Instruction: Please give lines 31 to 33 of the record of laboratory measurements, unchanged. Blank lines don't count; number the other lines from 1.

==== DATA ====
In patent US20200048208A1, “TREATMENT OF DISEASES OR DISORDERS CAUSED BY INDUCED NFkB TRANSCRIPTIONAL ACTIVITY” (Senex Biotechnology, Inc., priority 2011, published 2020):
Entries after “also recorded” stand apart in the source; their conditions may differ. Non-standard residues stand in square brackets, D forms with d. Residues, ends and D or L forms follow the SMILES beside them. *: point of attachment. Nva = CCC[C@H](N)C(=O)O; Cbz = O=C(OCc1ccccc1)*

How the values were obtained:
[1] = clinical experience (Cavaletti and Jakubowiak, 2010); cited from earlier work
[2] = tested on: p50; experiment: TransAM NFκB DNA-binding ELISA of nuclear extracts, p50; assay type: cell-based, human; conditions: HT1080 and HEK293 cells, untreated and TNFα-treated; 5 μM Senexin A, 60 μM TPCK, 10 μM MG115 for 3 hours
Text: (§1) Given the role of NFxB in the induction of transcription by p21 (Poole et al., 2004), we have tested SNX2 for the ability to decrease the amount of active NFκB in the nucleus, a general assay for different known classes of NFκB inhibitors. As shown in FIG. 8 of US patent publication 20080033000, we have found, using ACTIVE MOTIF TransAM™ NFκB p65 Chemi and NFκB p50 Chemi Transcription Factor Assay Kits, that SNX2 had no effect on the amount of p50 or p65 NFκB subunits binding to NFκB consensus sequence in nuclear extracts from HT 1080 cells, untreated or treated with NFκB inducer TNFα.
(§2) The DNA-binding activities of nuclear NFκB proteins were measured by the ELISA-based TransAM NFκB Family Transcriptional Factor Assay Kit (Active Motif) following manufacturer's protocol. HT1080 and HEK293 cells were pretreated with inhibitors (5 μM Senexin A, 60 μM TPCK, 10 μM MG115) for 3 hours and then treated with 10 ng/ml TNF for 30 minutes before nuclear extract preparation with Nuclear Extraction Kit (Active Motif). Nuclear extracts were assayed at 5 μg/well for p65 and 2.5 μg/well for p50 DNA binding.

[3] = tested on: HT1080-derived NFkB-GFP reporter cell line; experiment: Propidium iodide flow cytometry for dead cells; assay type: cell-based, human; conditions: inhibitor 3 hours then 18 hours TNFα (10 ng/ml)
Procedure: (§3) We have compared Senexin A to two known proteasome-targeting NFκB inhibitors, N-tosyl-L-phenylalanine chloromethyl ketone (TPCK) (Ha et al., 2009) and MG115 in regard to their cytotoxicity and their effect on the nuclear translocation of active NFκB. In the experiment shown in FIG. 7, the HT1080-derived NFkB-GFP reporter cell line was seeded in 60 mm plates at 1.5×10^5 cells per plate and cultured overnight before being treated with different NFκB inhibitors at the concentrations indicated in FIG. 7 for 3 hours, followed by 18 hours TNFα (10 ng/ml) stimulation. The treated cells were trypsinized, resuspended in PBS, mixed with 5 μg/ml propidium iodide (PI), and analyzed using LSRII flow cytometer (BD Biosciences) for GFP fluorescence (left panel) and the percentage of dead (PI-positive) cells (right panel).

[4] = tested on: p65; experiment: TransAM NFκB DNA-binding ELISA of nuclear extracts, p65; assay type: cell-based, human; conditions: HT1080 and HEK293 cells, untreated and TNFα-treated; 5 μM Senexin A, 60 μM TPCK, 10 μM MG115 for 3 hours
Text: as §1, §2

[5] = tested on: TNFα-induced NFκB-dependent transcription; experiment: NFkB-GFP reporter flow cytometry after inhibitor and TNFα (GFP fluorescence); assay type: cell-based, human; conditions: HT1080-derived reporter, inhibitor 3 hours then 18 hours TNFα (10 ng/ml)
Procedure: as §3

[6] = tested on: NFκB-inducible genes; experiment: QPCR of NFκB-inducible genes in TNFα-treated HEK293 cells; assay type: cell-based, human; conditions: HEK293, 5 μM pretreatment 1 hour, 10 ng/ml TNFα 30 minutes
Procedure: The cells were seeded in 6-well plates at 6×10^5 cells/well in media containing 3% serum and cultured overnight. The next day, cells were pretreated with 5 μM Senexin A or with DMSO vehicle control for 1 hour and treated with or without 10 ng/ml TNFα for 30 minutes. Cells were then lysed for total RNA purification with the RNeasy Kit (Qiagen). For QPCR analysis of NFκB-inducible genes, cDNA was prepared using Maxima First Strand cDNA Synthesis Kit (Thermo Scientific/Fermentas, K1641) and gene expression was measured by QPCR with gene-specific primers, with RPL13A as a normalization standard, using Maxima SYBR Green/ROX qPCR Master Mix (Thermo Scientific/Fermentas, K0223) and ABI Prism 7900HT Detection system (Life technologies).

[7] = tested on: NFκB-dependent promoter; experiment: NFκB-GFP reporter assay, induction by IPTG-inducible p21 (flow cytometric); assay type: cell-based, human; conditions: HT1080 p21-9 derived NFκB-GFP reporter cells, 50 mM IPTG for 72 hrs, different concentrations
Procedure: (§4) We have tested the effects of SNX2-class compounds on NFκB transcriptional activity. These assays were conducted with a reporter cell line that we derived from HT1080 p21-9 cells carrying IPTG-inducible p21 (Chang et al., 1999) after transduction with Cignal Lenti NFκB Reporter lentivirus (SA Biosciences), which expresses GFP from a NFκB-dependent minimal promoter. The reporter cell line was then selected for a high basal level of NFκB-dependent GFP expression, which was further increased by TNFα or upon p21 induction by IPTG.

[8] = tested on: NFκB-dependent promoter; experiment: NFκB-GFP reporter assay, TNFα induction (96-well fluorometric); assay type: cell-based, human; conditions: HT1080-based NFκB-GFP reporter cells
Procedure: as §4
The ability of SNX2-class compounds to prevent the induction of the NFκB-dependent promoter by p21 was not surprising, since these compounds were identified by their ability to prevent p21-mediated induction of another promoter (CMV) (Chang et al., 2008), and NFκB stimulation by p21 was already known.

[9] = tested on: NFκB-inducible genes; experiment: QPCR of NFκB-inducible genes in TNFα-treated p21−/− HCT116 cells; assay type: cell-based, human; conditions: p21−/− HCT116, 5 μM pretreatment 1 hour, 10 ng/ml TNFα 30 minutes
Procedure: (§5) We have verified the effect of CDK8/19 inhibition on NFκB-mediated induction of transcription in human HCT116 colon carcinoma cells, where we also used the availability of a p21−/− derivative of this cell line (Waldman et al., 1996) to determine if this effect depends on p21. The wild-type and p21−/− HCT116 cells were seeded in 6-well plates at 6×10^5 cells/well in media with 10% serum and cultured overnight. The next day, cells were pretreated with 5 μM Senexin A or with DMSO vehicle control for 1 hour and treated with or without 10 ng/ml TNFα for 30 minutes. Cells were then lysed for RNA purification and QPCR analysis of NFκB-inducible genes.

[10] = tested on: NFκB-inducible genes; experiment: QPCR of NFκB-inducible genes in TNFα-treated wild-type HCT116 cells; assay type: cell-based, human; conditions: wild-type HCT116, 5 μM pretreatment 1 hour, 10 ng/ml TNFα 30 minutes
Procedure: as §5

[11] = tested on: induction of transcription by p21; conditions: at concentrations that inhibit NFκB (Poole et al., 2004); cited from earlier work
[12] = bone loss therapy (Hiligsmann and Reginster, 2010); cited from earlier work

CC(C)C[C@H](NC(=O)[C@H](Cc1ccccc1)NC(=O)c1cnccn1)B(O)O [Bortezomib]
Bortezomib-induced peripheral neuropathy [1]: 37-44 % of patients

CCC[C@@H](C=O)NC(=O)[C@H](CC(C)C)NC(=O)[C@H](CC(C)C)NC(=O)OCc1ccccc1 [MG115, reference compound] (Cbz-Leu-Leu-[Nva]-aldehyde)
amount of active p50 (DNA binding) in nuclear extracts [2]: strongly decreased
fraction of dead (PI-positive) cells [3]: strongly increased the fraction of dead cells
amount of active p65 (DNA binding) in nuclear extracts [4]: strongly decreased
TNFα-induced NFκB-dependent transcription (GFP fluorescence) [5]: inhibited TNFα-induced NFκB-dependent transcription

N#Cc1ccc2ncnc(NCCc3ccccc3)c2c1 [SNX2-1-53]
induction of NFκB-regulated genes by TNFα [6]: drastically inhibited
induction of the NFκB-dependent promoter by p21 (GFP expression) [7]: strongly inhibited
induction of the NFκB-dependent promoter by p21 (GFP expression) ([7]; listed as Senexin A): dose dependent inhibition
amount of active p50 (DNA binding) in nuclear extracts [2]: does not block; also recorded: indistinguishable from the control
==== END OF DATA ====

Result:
fraction of dead (PI-positive) cells [3]: strongly increased the fraction of dead cells
amount of active p65 (DNA binding) in nuclear extracts [4]: strongly decreased
TNFα-induced NFκB-dependent transcription (GFP fluorescence) [5]: inhibited TNFα-induced NFκB-dependent transcription